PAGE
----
Combined Bone Marrow and Kidney Transplant for Multiple Myeloma With Kidney Failure
The purpose of this study is to determine whether a combined bone marrow and kidney transplant will be effective in treating stage II or greater multiple myeloma and associated kidney failure. This study will determine whether transplant rejection and the need for immunosuppressive drugs are decreased with this combined transplant approach.
Kidney Failure, Chronic
Procedure: Combined bone marrow and kidney transplant
|Study Design:||Allocation: Non-Randomized
Endpoint Classification: Safety/Efficacy Study
Intervention Model: Single Group Assignment
Masking: Open Label
Primary Purpose: Treatment
|Official Title:||Combined HLA-matched Bone Marrow and Kidney Transplantation for Multiple Myeloma With Renal Failure|
- Remission status of multiple myeloma [ Time Frame: Throughout study ] [ Designated as safety issue: Yes ]
- Renal allograft acceptance and ability to discontinue immunosuppressive therapy [ Time Frame: Throughout study ] [ Designated as safety issue: Yes ]
- Graft vs. host disease (GVHD) [ Time Frame: Throughout study ] [ Designated as safety issue: Yes ]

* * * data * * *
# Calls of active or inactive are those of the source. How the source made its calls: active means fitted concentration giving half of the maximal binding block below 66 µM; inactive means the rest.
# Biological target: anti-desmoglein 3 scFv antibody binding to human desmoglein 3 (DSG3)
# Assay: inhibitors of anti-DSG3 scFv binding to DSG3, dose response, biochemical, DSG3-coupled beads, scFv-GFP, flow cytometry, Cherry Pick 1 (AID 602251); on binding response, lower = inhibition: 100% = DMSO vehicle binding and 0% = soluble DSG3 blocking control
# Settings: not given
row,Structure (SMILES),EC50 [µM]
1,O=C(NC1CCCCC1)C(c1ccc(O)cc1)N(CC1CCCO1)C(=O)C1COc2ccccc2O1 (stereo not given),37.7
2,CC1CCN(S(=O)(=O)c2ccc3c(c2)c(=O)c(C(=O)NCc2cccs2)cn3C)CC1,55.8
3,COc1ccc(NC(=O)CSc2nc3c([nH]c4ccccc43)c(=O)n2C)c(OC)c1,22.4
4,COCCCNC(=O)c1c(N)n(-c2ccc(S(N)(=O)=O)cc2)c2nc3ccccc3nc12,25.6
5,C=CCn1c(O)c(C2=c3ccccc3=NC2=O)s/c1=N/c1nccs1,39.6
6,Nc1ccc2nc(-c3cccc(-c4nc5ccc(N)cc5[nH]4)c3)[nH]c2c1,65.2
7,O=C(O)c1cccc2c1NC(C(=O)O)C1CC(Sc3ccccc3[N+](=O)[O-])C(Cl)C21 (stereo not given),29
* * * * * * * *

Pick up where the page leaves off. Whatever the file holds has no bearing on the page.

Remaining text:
- Opportunistic infections [ Time Frame: Throughouto study ] [ Designated as safety issue: Yes ]
- T-cell recovery and immune reconstitution [ Time Frame: Throughout study ] [ Designated as safety issue: Yes ]
|Study Start Date:||June 2003|
|Study Completion Date:||December 2006|
|Primary Completion Date:||December 2006 (Final data collection date for primary outcome measure)|
In very limited human testing, a combined kidney and bone marrow transplant appears to be safe and effective in treating multiple myeloma and associated kidney failure. This study will evaluate this approach in 10 patients with kidney failure due to or in association with stage II or greater multiple myeloma. Treatment prior to transplant will include cyclophosphamide, ATGAM (a lymphocyte-specific immunosuppressant), local radiation to the thymus, and cyclosporine (an immunosuppressive drug).
An infusion of donor bone marrow and a kidney graft from a closely matched, related donor will be transplanted simultaneously. An additional infusion of donor white blood cells may be administered between day 45 and 74 after transplant in an effort to eliminate any remaining cancer cells. Patients will remain on cyclosporine for a defined period of time. The cyclosporine doses will be slowly decreased and stopped if graft rejection and graft-versus-host disease do not occur.
Each participant will be involved in the study for 3 years; this includes the intervention phase (time from initial screening at approximately 7 days before transplant through 100 days after the transplant) and continued follow-up visits for at least 2 years following the transplant.
|United States, Massachusetts|
|Massachusetts General Hospital|
|Boston, Massachusetts, United States, 02114-2696|
|Principal Investigator:||Thomas Spitzer, MD||Massachussetts General Hospital|
|Principal Investigator:||A. Benedict Cosimi, MD||Massachussetts General Hospital|